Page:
Chandos Reviews

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During Sunday evening's concert, The Chandos, under their conductor Michael Lloyd (leader: Edward Bale), gave plenty of opportunity for the very large orchestra to be heard in its full kaleidoscopical range. All the works performed were rich in texture, and exciting in instrumental combinations.

Most interesting perhaps, was The Chairman Dances, a Foxtrot for Orchestra composed in 1947 by John Adams, who hails from Worcester, Massachusetts. Putting aside the operatic connections, it is a marvellous example of metronomic invention. The essential ingredient for a convincing performance is a perfectly regulated beat — no vagaries can be aflowed here — and the orchestra achieved this splendidly.

Beginning with a rhythmic throbbing from the woodwind, different groups of instruments gradually joined in, buiIding up wonderful palettes of orchestra colour.

Brass and percussion (including a resonant xylophone) were all caught up in many and varied cross-rhythms and syncopated beats. Momentum increased: it was thrilling. Eventually calmness evolved, instruments dropped oue, until a few single beats only were heard - then silence! This was a stimulating piece.

Till Eulenspigel's Merry Pranks, Richard Strauss's symphonic tone poem, its recurring French horn theme punctuating the trickstet's games, proved to be a field day for the percussion and brass.

Another symphonic poem, The Fountains of Rome by Respighi, created a highly charged atmosphere, various solos from the wood wind section and the addition of two harps produced beautifully lush orchestration. The tolling bell in conclusion was most effective.

Rachmaninov's Symphonic Dances, using a solo saxophone to add pathos to the second movement, campleted the programme.

Jill Hopkins

Sunday's highly-creditable account of Rachmaninov's Symphonic Dances was a fine example of the strengths of the excellent Chandos Symphony Orchestra.

Its rich, well-nourished sound, delivered with much rhythmic verve, captured well this wonderful music's general mood of haunted elegiacness (though the tam-tam should have been left to resonate beyond the other instruments at the end). And all this is due to the CSO's alert responsiveness to its gifted conductor Michael Lloyd, his beat clear, his leads authoritative, his manner confidence-inspiring.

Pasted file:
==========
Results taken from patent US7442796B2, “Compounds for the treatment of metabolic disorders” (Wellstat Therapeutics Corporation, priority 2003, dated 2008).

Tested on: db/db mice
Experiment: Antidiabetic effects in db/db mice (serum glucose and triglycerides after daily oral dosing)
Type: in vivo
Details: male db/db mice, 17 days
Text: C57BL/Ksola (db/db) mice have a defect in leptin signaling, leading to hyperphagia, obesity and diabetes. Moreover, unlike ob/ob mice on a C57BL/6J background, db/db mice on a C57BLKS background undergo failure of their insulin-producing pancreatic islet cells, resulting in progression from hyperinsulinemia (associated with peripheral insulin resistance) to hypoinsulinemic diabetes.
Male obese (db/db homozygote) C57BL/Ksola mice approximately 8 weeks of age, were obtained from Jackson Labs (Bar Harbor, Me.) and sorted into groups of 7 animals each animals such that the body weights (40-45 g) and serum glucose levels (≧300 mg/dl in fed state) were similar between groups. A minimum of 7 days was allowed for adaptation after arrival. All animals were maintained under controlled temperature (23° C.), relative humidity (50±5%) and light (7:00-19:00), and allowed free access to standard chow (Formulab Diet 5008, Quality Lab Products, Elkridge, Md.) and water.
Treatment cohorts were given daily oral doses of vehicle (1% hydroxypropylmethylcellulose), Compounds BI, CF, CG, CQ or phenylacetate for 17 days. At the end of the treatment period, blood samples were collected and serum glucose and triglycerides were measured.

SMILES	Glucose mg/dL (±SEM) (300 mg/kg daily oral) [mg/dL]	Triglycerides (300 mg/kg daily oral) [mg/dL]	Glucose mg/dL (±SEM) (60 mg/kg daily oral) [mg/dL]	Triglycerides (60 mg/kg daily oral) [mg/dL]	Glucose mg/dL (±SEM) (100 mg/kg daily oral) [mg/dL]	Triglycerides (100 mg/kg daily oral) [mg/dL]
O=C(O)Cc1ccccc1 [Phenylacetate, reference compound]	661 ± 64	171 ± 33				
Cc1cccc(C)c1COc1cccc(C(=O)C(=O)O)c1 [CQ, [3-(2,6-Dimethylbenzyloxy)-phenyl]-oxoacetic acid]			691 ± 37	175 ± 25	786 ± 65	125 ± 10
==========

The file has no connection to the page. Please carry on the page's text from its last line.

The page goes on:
And that, it must be said, is what marks out orchestras such as the Chandos from so many of their amateur colleague orchestras — a conductor who makes his amateur players sound professional. What a pity, then, that the CSO cannot consistently display such justified self-belief. An heroic attempt as Strauss' vapidly virtuosic Till Eulenspiegel found the strings bottling out of the final gloss of tonal bloom, creating a distorted internal balance which made the brass sound clattery in a boxy acoustic.

Amends were made with a smashing reading of John Adams' The Chairman Dances, concentrated and gripping, textures beautifully clear. Respighi's Fountains of Rome was stirringly done too.

Two final tips: put the interval in a less daft place (it came after only half an hour) and please get away from the jokey style of programme note which tends to end up with egg on its face (it did, as anyone who knows their Rachmaninov can confirm).

Christopher Morley